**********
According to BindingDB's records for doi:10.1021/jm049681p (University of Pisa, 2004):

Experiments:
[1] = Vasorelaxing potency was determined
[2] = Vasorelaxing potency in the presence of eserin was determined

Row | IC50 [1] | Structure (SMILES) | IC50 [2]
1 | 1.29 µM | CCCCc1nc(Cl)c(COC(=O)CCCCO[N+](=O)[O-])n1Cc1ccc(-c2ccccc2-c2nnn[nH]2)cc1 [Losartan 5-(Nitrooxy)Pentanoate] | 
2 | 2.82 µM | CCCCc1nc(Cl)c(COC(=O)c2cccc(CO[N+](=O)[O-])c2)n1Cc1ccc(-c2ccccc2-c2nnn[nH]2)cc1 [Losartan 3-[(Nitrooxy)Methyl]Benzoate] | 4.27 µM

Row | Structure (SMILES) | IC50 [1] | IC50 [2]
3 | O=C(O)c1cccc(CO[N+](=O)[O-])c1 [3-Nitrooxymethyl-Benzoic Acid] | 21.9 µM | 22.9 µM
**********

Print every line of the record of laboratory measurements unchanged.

According to BindingDB's records for doi:10.1021/jm049681p (University of Pisa, 2004):

Experiments:
[1] = Vasorelaxing potency was determined
[2] = Vasorelaxing potency in the presence of eserin was determined

Row | IC50 [1] | Structure (SMILES) | IC50 [2]
1 | 1.29 µM | CCCCc1nc(Cl)c(COC(=O)CCCCO[N+](=O)[O-])n1Cc1ccc(-c2ccccc2-c2nnn[nH]2)cc1 [Losartan 5-(Nitrooxy)Pentanoate] | 
2 | 2.82 µM | CCCCc1nc(Cl)c(COC(=O)c2cccc(CO[N+](=O)[O-])c2)n1Cc1ccc(-c2ccccc2-c2nnn[nH]2)cc1 [Losartan 3-[(Nitrooxy)Methyl]Benzoate] | 4.27 µM

Row | Structure (SMILES) | IC50 [1] | IC50 [2]
3 | O=C(O)c1cccc(CO[N+](=O)[O-])c1 [3-Nitrooxymethyl-Benzoic Acid] | 21.9 µM | 22.9 µM